Orioles fans love to vilify Peter Angelos for various reasons. I love to vilify Peter Angelos for continuing to ignore player development as part of the O’s plan for success. To be fair, the decline of the Baltimore farm system started many years before he took over but he has done nothing during this time to reverse the decay of what once was one of the premier minor league systems in baseball.

GM’s come and GMs go but Mr. Angelos remains. I’m going to shine a spotlight on various amateur drafts during the past 10 years or so to highlight the Orioles futility in replenishing their young talent. Young talent means cheap young talent. If you have a couple homegrown guys who can fill out your roster at $350,000 a year, leaves you a lot more money to chase the premier free agents, right?

Now, I know the draft is a crapshoot, you never know exactly how young players will develop (if they develop at all). For as much a disappointment as Jeffery Hammonds was, he was a success story given the long odds of even drafting a first rounder who will have a meaningful career. While Hammonds never developed into the star he was hailed as at draft time, he did play in the majors for 12 years, even if much of that was in a platoon capacity. (Cases like Hammonds BTW are a perfect example of why I never get too excited about the draft. I’d rather see a player’s progression through the minor leagues before I get my hopes up.)

I’m going to present the top ten draft picks of each year and see where they are now, try to assess what value they added to the organization and scan the rest of their draft to see if the O’s have any skill finding that diamond in the rough.

With that, I present the O’s 2001 Amateur Player Draft:

Christopher Smith – LHP – 1st Round
Yeah, I don’t remember this guy either. Drafted out of Cumberland University, he was often injured and over the course of 5 minor league seasons only pitched in 24 games. He rose as high as Class A Delmarva in 2005 and is now out of baseball.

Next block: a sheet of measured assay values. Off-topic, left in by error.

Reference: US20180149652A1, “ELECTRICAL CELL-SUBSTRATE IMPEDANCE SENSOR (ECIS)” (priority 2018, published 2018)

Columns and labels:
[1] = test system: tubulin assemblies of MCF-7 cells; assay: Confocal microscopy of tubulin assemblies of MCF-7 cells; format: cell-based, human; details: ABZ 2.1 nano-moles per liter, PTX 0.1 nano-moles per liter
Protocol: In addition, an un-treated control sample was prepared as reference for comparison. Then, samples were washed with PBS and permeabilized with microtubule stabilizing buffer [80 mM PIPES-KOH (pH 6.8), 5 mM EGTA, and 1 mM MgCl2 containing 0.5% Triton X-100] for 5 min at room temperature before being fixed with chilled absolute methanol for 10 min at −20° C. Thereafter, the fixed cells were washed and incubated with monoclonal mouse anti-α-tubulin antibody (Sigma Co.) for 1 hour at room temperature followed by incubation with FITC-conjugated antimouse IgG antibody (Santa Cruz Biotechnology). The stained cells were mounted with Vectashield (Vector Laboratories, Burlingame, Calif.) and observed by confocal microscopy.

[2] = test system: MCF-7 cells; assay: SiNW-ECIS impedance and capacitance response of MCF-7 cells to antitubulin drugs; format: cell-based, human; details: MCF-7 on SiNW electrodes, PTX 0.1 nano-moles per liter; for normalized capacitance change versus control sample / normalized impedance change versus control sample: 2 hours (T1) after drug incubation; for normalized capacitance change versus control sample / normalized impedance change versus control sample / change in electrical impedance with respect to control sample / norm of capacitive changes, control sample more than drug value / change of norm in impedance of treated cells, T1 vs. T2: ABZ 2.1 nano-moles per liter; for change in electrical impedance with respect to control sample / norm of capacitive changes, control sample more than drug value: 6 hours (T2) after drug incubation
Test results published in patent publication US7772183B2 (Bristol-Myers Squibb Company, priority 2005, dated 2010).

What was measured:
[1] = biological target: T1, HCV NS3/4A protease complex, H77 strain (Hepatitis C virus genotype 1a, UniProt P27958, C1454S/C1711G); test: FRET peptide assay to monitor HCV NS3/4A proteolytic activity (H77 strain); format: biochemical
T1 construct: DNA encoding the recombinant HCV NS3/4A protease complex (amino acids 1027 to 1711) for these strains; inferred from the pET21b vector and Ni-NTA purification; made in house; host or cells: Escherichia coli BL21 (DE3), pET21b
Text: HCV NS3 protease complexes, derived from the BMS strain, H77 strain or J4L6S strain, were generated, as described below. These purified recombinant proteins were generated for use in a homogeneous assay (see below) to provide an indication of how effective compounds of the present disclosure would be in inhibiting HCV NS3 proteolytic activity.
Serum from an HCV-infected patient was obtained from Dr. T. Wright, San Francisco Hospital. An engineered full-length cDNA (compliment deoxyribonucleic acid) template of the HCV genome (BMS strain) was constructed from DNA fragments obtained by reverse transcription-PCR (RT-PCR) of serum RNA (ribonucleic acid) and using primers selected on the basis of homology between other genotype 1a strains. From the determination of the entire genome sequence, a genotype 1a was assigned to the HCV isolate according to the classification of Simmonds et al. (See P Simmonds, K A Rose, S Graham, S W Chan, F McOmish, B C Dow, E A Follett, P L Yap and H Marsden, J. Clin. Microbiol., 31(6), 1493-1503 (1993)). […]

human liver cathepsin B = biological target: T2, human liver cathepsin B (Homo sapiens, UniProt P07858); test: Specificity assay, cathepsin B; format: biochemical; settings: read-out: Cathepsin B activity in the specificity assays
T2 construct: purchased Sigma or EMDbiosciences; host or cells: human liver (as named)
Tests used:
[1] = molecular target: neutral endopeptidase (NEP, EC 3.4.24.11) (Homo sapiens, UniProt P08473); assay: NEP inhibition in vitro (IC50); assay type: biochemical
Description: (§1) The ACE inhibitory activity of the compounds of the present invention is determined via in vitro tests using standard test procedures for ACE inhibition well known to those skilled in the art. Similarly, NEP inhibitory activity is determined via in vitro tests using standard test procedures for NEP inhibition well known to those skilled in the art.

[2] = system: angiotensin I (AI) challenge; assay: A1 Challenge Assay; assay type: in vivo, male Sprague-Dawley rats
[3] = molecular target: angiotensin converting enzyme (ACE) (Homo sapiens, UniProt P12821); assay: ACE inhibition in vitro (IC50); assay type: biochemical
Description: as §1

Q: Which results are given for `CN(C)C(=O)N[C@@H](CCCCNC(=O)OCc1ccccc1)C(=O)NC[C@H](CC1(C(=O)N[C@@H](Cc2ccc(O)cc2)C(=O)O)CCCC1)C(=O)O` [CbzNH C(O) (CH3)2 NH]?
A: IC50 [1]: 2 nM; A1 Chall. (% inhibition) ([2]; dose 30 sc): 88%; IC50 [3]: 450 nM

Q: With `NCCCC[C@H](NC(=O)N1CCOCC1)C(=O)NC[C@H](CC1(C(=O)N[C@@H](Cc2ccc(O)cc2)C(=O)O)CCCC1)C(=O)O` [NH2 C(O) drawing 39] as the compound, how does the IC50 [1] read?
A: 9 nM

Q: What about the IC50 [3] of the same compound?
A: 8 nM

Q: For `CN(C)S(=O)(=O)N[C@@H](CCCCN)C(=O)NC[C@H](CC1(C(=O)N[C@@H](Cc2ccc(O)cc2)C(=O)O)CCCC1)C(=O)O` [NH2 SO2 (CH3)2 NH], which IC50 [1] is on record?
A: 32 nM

Mike Fontenot – 2B – 1st Round
Drafted out of LSU, Mike was able to rise through the system, reaching AAA Ottawa in his third season. With Brian Roberts in his way, I guess the O’s thought he was expendable. They traded him with Jerry Hairston and Dave Crouthers to the Cubs before the 2005 season for one year of diminished Sammy Sosa. Had a cup of coffee with the Cubs in 2005. At age 26, hit .296-8-34 for AAA Iowa in 2006.

Bryan Bass – SS – 1st Round
Drafted out of high school as a shortstop, now moved over to third base. In his sixth season, he finally made it to AA Bowie last year. Hit .220-6-44 between Frederick and Bowie. He must be a hell of a fielder since he has only hit .228 with little power over his minor league career.

Dave Crouthers – RHP – 3rd Round
Traded for Sosa before the 2005 season. Went 30-25 with a 4.07 ERA over four seasons rising as high as AA Bowie in 2004. Out of baseball.

Rommie Lewis – LHP – 4th Round
After 5 seasons only has risen to high A ball in Frederick. Working in relief in 2006 he went 5-3 with a 2.09 ERA and 36 Ks in 51.2 innings .

Jamie Johnson – RHP – 5th Round
Drafted out of high school, Johnson spent the entire year in Bowie last year going 13-6 with a 4.44 ERA and 124 Ks in 156 innings.

Eli Whiteside – C – 6th Round
Rose to AAA Ottawa in 2005 and also had a call-up to Baltimore. Hit .241-11-47 for Ottawa in 2006.

Joe Coppinger – RHP – 7th Round
Went 2-3 with a 5.47 ERA over 9 starts for Delmarva in 2005. 18-20 with a 4.59 ERA fro his minor league career. Out of baseball.

Chris Britton – RHP – 8th Round
Pitched in Baltimore in 2006. The rookie went 0-2 with a 3.35 ERA in 52 appearances. 41 Ks in 53.2 innings. Traded to the Yankees in the off-season for Jaret Wright and cash.